Join Ohio Food Policy Network for the 9th Annual Ohio Food Policy Summit on Monday, October 28, 2019 at the Nationwide & Ohio Farm Bureau 4-H Center, hosted by the Ohio Food Policy Network and the John Glenn College of Public Affairs. The Summit will kick-off with a morning workshop “Redesigning the Table: Using Equity and Systems for Collective Action,” which will be led by Johns Hopkins University’s Food Policy Network that is intended to strengthen and equip Ohio’s local food policy councils. This workshop is designed for members of local food policy councils, but anyone interested is welcome to register and attend.
Follow this link to learn more.

Sourced from: Ohio Food Policy Network

National Urban Extension Leaders Caucus Planning Survey

The 2020 NUEL Caucus planning team held it’s first meeting on August 22, 2019. Below is a tentative summary of the meeting:

  • Caucus Tentative Dates: May 14 & 15 or May 18 & 19 depending on availability of facilities and lodging
  • Caucus Location: Madison, WI
  • The local team in Madison, WI will assist with logistics planning
  • Five leadership themes of resources, systemic equity/cultural competency, healthcare, program delivery in urban areas, and technology were identified
  • Caucus members will be asked for input on topics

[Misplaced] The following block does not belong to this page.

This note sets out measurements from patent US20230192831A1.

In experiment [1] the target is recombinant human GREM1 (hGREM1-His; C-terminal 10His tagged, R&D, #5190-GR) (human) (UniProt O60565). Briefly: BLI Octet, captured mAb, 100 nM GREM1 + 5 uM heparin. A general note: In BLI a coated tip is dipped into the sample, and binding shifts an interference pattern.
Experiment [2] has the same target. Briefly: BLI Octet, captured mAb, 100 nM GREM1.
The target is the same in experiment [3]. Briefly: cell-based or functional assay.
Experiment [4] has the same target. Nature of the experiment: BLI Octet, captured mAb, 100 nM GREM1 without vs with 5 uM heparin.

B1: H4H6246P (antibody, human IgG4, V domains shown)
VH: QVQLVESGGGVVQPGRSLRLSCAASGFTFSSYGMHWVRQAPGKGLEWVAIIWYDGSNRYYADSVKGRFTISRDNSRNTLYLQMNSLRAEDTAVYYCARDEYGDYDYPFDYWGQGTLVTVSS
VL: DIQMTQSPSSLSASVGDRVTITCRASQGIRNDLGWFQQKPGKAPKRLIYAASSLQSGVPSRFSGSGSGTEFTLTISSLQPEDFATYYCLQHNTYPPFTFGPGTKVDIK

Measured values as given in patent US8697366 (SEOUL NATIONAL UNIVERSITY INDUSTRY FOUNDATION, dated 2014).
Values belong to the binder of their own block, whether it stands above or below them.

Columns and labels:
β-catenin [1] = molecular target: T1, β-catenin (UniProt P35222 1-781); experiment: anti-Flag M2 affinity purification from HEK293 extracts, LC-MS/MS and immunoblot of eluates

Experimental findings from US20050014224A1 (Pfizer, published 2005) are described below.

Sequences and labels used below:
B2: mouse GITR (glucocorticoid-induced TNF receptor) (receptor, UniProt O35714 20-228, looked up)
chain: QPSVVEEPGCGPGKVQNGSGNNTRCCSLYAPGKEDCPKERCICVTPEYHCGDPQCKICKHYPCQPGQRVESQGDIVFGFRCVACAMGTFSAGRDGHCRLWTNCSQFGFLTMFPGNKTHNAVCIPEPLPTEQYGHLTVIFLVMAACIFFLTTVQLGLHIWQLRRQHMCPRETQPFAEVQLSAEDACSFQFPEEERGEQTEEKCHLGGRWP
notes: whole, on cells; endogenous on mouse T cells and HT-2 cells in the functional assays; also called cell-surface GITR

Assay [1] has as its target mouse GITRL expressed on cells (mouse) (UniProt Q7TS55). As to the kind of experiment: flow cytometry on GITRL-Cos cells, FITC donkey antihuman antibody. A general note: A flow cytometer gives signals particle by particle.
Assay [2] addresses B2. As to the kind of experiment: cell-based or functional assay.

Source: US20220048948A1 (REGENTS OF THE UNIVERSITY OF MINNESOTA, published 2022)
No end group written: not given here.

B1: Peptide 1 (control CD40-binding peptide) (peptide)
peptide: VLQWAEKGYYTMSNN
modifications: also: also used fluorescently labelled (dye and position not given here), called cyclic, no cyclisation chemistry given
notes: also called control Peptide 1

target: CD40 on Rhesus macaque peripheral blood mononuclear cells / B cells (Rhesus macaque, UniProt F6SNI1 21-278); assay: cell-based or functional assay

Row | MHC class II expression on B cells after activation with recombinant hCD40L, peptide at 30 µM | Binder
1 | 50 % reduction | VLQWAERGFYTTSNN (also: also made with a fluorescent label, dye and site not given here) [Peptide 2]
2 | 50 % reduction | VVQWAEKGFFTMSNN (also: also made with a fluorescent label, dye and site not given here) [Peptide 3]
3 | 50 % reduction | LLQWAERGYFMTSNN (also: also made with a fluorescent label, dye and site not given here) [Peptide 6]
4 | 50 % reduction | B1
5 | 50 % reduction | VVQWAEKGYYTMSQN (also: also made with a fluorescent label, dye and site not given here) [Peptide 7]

Please help NUEL by submitting topics you would like to explore during the Caucus by completing this survey, available until October 5, 2019. Please share with your urban colleagues who might be interested in attending the Caucus. The results of the survey will be presented during their next Caucus meeting on October 28, 2019.

Sourced from: NUEL

Great Lakes Ag Tech Summit

Join Urban Ag News, Hort Americas, and Current, powered by GE, for the inaugural Great Lakes Ag Tech Summit on Monday, September 23, 2019. The summit will be held at at the historic Nela Park campus in Cleveland, Ohio. The one-day event features keynote presentations and panel discussions from leading researchers and innovative growers in the Great Lakes region. Attendees will be able to connect with growers, scientists, researchers, and entrepreneurs as we shape the future of food and move controlled environment agriculture forward. Follow this link to learn more.

Sourced from: Urban Ag News

Strategic Initiatives and Urban Engagement Welcomes New Graduate Student

DaVonti’ is the Graduate Associate working with the Strategic Initiatives and Urban Engagement unit.DaVonti’ Haynes is a doctoral student in the Department of Agricultural Communication, Education, and Leadership program in the College of Food, Agricultural, and Environmental Sciences. He earned his bachelor’s and master’s degrees from Ohio State at the John Glenn College of Public Affairs and the College of Social Work. His research interest includes collegiate access for urban and Appalachian populations, successful transition mechanisms, retention, and programming for students from high school to college. DaVonti’ has previously participated in 4-H through the Cuyahoga County Extension Office, and will be a new member of the Strategic Initiatives and Urban Engagement team at Ohio State University Extension.

Welcome DaVonti’!